As a white male with a big mouth, I kind of see both sides of this one. I'm going to mostly keep my big mouth shut and try to turn around the "undesirable" bullet points above, to make criteria for what we might want to do instead - knowing what you want can be a powerful thing....

- "leaders" - remember that your voice is just one voice within the group. Is it really OK to make this decision alone or do you need to check other perspectives in the group.

- "followers" question your leaders

- white men, step back (or step into central roles more slowly, looking around to see if alternative perspectives can be represented). Everyone else, remember that your viewpoint is as valid and probably more needed for being under-represented - step forward.

- spread the workload (also spreading the risk of burnout)

[...struggling a bit now...]

- "followers", try to express your feelings directly (resentful, unappreciated, overlooked). "leaders" realise that groups live or die based on how they feel and how they treat each other.

That's about as far as I get with the bullet points before my approach falls apart. Hey ho, I think it was OK as far as it went.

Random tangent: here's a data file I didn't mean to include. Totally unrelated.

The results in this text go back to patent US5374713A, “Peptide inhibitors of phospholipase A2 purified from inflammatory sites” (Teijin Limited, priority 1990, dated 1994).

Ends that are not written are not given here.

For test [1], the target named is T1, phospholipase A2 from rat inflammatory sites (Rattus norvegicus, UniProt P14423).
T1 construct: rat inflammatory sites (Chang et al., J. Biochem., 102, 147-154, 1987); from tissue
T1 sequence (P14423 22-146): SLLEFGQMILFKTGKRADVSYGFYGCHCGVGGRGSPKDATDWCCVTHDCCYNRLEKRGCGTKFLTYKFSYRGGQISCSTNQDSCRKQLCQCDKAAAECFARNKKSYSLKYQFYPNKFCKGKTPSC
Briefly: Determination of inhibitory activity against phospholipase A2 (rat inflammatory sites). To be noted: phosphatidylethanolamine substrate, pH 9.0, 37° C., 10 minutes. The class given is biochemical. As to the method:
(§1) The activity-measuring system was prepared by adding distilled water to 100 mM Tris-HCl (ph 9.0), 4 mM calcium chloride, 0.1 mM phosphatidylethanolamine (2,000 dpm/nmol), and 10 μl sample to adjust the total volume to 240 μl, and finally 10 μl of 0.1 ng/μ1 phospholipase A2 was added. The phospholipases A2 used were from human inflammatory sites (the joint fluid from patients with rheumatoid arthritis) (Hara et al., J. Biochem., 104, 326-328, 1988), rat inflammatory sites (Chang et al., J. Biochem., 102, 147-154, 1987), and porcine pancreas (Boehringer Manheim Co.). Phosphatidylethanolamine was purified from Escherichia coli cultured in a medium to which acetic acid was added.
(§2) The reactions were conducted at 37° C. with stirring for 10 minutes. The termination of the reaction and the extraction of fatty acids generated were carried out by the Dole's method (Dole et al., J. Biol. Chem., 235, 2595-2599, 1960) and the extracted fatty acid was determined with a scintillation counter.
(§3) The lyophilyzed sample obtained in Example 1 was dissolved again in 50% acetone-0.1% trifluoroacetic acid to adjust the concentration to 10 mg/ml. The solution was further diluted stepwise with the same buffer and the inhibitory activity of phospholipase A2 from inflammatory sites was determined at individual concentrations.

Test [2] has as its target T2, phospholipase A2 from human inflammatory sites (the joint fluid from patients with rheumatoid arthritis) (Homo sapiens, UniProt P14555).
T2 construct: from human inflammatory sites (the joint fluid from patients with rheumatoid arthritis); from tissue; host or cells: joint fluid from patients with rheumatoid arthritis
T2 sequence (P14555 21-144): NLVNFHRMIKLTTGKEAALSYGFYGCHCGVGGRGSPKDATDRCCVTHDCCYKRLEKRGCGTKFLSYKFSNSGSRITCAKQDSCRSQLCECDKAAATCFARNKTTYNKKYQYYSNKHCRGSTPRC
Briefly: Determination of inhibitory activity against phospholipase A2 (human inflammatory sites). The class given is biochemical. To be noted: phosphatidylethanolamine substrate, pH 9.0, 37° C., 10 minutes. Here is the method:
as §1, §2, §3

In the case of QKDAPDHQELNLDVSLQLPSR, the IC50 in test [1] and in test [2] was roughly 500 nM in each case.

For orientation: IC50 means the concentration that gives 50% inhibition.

I don't think there are any hard and fast rules for fixing this, but the more we are able to broach the subject within our groups and the more we'll be able to figure out how the group needs to deal with it.

Maybe a leader's first job is just to hear from everyone....

Jo Homan's picture

Hi there Rich

thanks for this. You make some good points. I seem to remember reading something by Starhawk that touched on group dynamics, in relation to leadership. There's a lot of work been done on it. Nick Osborne from Response-Ability has definitely "been there". He's done some really interesting presentations on groups, (which I think is somewhere on the new Reconomy website.) Don't know what the answer is specifically in relation to who fronts an organisation / loose affiliation like ours.